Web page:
A Tribune Investigation
Chandigarh, March 7
Moreover, the interviews too were a total farce, it is learnt. For, the interviews of most of the “pre-rejected” applicants only lasted from 30 seconds to a minute-and-a-half. The fact can be better gauged from this: Interviews of 45 candidates were completed in less than 40 minutes on a given day, the duration including the time taken for checking certificates at three levels.
Notably, when the job-applicant ratio is substantially large, a screening test is conducted by public service commissions across the country. However, despite the fact that in this case the number of applications was over 20 times the number of advertised posts, PPSC decided to give the screening test a miss.
Not only this, absurd questions were allegedly asked from “pre-rejected” candidates during interviews. “How many teeth does a frog have?; Give the flight details to Russia? Why didn’t you go in for a third child?” included some of them. Then, another student was called “stupid” and asked to “get out” when he tried to explain why he had become a doctor while his parents were non-medicos.
“On the other hand, some VIP candidates were escorted in, offered tea and asked about the welfare of their parents,” a rejected candidate from Gurdaspur said.
While the PPSC had kept 50 per cent marks for interviews, the remaining were divided as: academic background (35), higher qualifications (3), publications (5), social work (5) and participation in extra-curricular activities like NSS and NCC (2).
However, neither the interview criteria nor this breakup of marks were intimated to candidates. Both the advertisements, inviting applications for the two lots of 100 and 212 posts, did not mention a word about the selection procedure. When some candidates sought the criteria under the RTI Act, they were told by the PPSC that this information was “secret” and could not be divulged. The criteria were, however, notified on the PPSC website 10 days after the conclusion of the interviews for the first lot of 100 selections.
On the basis of documents gathered by The Tribune, it is clear that unlike the general mass of candidates, many candidates seemed to know this breakup much earlier as all the relevant certificates were attached by them with their application forms and bio-data sheets, giving them a lead of several marks over others.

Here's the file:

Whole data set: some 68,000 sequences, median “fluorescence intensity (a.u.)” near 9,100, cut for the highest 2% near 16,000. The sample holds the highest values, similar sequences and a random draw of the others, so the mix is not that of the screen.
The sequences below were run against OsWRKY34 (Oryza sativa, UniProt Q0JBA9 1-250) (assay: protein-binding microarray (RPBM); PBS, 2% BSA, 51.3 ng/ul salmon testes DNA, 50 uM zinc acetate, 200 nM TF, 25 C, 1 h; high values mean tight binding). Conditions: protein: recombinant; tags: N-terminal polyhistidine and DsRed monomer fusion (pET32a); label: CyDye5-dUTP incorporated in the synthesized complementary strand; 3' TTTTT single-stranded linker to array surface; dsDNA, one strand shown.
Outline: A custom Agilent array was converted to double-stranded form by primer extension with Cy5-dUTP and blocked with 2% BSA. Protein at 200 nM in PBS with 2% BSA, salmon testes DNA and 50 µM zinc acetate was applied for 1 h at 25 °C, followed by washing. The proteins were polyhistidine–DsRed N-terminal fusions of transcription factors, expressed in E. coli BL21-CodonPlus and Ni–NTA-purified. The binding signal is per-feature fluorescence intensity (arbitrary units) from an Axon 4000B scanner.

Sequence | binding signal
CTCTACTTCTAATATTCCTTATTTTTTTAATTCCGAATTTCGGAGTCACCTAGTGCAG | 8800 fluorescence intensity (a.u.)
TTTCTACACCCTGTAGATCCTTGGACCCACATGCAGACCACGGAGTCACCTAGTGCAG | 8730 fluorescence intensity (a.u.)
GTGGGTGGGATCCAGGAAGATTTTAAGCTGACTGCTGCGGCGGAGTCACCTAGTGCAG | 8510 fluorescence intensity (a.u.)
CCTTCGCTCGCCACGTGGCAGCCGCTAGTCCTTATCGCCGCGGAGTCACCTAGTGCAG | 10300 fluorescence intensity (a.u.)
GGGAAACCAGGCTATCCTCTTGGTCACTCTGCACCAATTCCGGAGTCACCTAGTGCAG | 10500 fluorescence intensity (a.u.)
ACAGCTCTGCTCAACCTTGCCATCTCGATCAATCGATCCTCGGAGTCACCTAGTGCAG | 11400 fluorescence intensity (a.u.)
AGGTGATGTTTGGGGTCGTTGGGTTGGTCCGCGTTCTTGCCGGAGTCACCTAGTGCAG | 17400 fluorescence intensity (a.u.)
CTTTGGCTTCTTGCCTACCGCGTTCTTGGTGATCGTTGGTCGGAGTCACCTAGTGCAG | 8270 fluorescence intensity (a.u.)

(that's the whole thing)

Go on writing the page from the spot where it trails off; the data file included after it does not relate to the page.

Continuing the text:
In some cases of the “pre-selected” candidates, the certificates were put on record only a few days before the interview, a fact borne out by the date of issuance of the certificates. One successful candidate was allowed to submit the certificates even after the interview.
The genuineness of these “last-minute” certificates is also questionable. RTI records of the certificates submitted by a selected candidate in the first list of 100 doctors shows her to be in a state 2,500 km away from Punjab appearing for her final year exams and also attending NSS camp at Kapurthala.
When contacted, PPSC member DS Grewal said there was no way of finding out if the certificate was genuine or not. “I agree many candidates took us for a ride,” he said. He said the interview method was chosen with an aim to have doctors with “well rounded personalities” and not mere medical experts. “We also did not want to make any drastic changes from the earlier system,” he added.
Sources, however, pointed out that in 1998 when the last set of selections for the PCMS through the PPSC took place, there were 900 seats and 1,200 applicants and yet a screening test was conducted.
(To be concluded)